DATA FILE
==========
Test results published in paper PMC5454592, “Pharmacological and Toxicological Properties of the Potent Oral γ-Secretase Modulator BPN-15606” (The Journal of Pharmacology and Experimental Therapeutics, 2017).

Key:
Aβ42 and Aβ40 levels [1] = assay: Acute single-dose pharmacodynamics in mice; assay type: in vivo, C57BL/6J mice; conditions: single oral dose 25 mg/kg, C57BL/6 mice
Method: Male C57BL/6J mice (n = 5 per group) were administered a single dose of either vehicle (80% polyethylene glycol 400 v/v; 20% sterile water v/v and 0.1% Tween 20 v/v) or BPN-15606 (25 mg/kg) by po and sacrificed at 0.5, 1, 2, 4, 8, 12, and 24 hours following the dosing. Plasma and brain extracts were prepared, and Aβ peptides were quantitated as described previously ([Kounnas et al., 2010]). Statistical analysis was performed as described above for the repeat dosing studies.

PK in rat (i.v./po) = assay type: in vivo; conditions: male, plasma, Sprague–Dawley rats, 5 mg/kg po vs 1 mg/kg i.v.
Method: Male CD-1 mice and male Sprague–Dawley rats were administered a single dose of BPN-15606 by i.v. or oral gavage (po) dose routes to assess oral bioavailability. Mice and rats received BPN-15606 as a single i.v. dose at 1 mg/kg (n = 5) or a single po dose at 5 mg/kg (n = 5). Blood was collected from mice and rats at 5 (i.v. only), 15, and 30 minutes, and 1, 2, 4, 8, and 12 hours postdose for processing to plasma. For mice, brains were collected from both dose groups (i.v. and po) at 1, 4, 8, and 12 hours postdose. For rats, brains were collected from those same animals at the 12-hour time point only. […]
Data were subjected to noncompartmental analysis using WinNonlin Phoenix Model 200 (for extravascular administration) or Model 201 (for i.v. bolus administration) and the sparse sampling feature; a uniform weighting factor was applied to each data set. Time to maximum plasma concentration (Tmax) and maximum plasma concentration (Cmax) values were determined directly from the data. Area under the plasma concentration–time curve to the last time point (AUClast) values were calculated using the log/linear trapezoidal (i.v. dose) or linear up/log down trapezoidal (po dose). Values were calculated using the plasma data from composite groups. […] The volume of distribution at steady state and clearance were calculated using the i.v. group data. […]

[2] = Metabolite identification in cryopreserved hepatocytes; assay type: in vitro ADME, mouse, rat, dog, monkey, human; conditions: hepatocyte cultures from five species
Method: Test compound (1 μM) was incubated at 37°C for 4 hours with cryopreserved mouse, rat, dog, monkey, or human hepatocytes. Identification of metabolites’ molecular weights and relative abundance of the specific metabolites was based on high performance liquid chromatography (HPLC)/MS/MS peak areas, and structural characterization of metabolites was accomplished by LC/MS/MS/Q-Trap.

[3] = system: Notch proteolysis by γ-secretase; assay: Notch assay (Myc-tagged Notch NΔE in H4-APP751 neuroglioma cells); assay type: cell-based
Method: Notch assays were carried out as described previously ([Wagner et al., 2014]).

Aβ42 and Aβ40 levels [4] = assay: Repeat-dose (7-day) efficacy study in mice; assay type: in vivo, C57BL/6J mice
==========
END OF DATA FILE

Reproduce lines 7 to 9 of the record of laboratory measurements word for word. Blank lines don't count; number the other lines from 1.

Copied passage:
Data were subjected to noncompartmental analysis using WinNonlin Phoenix Model 200 (for extravascular administration) or Model 201 (for i.v. bolus administration) and the sparse sampling feature; a uniform weighting factor was applied to each data set. Time to maximum plasma concentration (Tmax) and maximum plasma concentration (Cmax) values were determined directly from the data. Area under the plasma concentration–time curve to the last time point (AUClast) values were calculated using the log/linear trapezoidal (i.v. dose) or linear up/log down trapezoidal (po dose). Values were calculated using the plasma data from composite groups. […] The volume of distribution at steady state and clearance were calculated using the i.v. group data. […]

[2] = Metabolite identification in cryopreserved hepatocytes; assay type: in vitro ADME, mouse, rat, dog, monkey, human; conditions: hepatocyte cultures from five species
Method: Test compound (1 μM) was incubated at 37°C for 4 hours with cryopreserved mouse, rat, dog, monkey, or human hepatocytes. Identification of metabolites’ molecular weights and relative abundance of the specific metabolites was based on high performance liquid chromatography (HPLC)/MS/MS peak areas, and structural characterization of metabolites was accomplished by LC/MS/MS/Q-Trap.